The comic poet Aristophanes was to follow Pausanias, but he got the hiccups. He turned to the physician, Eryximachus, and told him he could either cure the hiccups or go next. Eryximachus did both, telling the poet how he could cure his hiccups (holding his breath and gargling water, or if it were particularly stubborn, tickling his nose with feather to make himself sneeze) and while he was trying that, the physician would give a speech. Eryximachus picks up where Pausanias left off, but goes at it from a medical point of view --or at least what passed for "medical" in classic Athens. Eryximachus speaks of alchemy, music, and divination, with the theme of a harmony of opposites: hot and cold, sweet and sour, wet and dry, treble and bass. Someone learned in the secrets of Pythagoras might find some wisdom here, but compared to other dialogues where Plato expounds Pythagorean doctrines in more depth, this is just a taste of ancient Physics. The blending or harmony of opposites is, at least, an improvement over the simple good/bad dichotomy of the preceding speech by Pausanias.
Aristophanes, the great comic poet, returns, his hiccups cured by sneezing, wondering “how your orderly principle of the body could have called for such an appalling union of noise and irritation”. In any event, the cure worked, and Aristophanes proceeds to tell the most delightful story of the Symposium, indeed, in all of Plato. In the beginning, people were like two people joined back-to-back, with four legs, four arms and two heads. There were three sexes in thes joined creatures: male-and-female, male-and-male, and female-to-female. When they were in a hurry, they could move by turning cartwheels. They challenged the gods themselves, and Zeus weakened them (but also doubled the number of his worshippers) by cutting them all in half. The split humans long for their other half... this is love. The stories is told with many amusing details, as befits a report of Aristophanes.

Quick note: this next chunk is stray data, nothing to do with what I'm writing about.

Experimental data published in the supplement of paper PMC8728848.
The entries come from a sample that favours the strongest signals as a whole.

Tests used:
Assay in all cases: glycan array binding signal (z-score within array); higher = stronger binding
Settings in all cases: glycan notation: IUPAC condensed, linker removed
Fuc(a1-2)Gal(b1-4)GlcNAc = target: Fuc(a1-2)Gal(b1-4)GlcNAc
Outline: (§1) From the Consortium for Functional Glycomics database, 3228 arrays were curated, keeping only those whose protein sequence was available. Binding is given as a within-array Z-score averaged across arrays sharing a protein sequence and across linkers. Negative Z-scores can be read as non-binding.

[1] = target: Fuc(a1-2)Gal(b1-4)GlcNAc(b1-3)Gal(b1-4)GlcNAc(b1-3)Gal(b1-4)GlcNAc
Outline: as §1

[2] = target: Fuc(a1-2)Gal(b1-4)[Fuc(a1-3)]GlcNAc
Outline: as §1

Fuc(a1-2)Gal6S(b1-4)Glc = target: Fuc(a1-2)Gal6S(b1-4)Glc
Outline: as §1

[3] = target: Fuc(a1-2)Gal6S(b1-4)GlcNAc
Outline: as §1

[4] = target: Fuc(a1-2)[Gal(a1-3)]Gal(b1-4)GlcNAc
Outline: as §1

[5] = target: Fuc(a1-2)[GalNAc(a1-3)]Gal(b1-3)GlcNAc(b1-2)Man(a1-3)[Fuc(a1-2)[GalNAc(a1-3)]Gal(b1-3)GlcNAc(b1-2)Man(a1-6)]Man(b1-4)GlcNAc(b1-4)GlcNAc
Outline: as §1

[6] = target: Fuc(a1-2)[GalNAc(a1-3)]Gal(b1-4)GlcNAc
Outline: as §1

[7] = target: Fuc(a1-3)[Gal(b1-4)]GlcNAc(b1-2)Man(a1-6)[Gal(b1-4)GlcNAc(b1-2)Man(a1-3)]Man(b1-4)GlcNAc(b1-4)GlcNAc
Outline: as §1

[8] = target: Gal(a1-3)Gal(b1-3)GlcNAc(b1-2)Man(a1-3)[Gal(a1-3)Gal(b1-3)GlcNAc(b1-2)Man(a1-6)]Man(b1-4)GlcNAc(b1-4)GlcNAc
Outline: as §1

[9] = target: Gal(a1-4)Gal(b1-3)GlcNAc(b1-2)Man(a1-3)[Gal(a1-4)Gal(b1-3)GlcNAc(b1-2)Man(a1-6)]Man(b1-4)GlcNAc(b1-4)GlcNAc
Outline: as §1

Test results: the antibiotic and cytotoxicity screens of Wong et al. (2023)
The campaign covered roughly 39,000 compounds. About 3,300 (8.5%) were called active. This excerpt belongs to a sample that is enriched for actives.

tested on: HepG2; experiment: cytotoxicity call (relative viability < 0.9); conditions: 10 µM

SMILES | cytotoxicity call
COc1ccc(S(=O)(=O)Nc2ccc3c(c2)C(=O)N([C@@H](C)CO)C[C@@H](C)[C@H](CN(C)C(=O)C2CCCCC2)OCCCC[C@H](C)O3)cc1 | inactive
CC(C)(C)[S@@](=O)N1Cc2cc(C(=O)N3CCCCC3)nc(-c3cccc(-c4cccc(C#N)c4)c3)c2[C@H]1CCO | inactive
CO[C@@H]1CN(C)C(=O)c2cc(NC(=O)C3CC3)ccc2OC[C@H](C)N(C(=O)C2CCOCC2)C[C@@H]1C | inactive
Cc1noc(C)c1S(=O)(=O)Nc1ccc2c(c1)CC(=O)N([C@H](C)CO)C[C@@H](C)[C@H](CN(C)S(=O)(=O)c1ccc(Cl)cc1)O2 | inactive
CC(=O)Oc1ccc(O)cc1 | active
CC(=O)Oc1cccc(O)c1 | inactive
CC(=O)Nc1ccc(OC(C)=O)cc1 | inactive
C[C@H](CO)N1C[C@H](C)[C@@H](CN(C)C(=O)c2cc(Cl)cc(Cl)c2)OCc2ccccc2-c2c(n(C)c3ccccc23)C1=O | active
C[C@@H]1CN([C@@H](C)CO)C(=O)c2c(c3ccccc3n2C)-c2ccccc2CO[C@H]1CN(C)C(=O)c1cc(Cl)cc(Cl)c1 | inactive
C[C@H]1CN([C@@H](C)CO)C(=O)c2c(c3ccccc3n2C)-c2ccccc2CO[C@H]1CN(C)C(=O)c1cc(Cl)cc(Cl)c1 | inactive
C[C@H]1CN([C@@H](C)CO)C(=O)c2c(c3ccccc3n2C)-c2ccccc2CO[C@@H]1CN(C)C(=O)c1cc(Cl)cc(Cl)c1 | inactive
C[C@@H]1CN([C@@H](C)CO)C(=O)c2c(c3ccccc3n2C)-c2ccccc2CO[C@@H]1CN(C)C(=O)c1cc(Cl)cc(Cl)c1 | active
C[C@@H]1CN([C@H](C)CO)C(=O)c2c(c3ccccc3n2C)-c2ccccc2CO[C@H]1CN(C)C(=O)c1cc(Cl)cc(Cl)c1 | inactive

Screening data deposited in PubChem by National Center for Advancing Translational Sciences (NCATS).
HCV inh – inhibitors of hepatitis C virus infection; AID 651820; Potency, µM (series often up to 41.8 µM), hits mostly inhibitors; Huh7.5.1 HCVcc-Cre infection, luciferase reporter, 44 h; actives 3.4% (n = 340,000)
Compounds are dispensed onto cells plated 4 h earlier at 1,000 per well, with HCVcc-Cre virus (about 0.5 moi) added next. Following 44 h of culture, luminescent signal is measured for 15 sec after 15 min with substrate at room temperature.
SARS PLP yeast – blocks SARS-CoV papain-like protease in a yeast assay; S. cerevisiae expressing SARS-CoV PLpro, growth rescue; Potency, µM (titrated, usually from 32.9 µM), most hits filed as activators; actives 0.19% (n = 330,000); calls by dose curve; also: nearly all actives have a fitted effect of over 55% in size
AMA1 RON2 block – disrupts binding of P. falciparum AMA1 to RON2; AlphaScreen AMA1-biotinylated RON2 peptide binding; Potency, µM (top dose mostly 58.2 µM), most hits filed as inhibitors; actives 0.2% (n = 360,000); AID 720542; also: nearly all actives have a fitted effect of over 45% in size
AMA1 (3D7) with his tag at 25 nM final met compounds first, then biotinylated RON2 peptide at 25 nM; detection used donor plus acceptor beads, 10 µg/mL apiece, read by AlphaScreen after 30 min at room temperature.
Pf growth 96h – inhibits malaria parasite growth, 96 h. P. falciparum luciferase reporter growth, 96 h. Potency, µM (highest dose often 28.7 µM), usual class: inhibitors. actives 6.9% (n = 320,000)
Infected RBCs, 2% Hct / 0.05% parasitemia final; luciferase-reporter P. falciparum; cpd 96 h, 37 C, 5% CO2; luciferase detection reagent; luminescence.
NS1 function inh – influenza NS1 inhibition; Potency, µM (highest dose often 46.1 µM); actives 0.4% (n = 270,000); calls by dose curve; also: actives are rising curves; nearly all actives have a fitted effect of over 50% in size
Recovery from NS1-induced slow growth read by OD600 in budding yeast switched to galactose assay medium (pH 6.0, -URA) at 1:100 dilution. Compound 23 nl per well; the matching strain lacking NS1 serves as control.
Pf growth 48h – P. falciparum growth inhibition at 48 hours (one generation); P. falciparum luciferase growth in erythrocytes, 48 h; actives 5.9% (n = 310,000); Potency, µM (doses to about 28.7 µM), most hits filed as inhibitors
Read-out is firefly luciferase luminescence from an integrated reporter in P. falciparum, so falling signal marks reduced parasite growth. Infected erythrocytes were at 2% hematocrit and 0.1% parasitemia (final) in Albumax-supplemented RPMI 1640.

When Aristophanes is done, (194c) Socrates almost succeeds in drawing his host, Agathon, into the Socratic questioning which we call “Socratic Method” and which usually dominates the Platonic dialogues. After only two questions, however, Phaedrus breaks in:
My dear Agathon, he said, if you go on answering his questions he won’t care twopence what becomes of our debate, so long as there’s someone he can argue with --especially if it’s someone good-looking.
Agathon, the literary man, who has just won a play competition, gives a pretty little speech replete with references to Homer
. Agathon recites a paen of praise to the youth, beauty and loveliness of the God, Eros. This, unfortunately, earns him a Socratic lesson which, briefly, disproves everything Agathon just said. To desire, Socrates reasons, is to long for something one lacks. Love arises form need, not plentitude.
After Socrates interrogates Agathon, he tells of his lessons in love from “a Mantinean woman” named Diotima. (The triple hearsay now becomes quadruple hearsay).
Diotima explained to Socrates that Eros is the desire for beauty and immortality. She told Socrates that to be initiated into the mysteries of Eros, there are a number of steps, like a ladder:
Starting from individual beauties, the quest for universal beauty must find him ever mounting the heavenly ladder, stepping from rung to rung --that is, from one to two, and from two to every lovely body, from bodily beauty to the beauty of institutions, from institutions to learning, and from learning in general to the special lore that pertains to nothing but the beautiful itself-- until at last he comes to know what beauty is. Plato, Symposium, 211c.
But no sooner does Socrates tell this tale then Alcibiades bursts in, and tells of his relationship with Socrates.
Alcibiades arrives. Alcibiades was later a controversial general during Athen’s failed conquest of Syracuse during the Peloponnesian War, who defected from Athens to its enemy, Sparta, and then to the court of the Persian king. He announces that he is very drunk. (212d) Asked to give his praise of Love, he instead gives a "eulogy" of Socrates. He compares Socrates to a Sileni: the ancient Greek version of nested dolls inside dolls (recall the story inside a story format with which Plato begins this dialogue). (215b) Alcibiades describes the effect Socrates has on the young men of Athens as a “philosphical frenzy” and “sacred rage”. (218b) He then relates his love for Socrates, tells a few war stories, and an amusing story of how Alcibiades once spent the night with Socrates --without having sex with him, much to Alcibiades’ chagrin-- but capping this joke with a foreshadowing of Socrates' trial. (219c)
Then a whole crowd of revellers burst in, and enormous quantities of wine were consumed. Socrates reportedly stayed up the entire evening and went about his usual business the following day.
The Collected Dialogues of Plato, Ed. Edith Hamilton and Huntington Cairns (Princeton, 1961) at 527-574;Symposium tr. Michael Joyce.
N.B.: Plato is cited with "Stephanus" numbers, the pages of a authoritative Greek text published in Geneva in 1578 by Henri Estiene (Stephanus).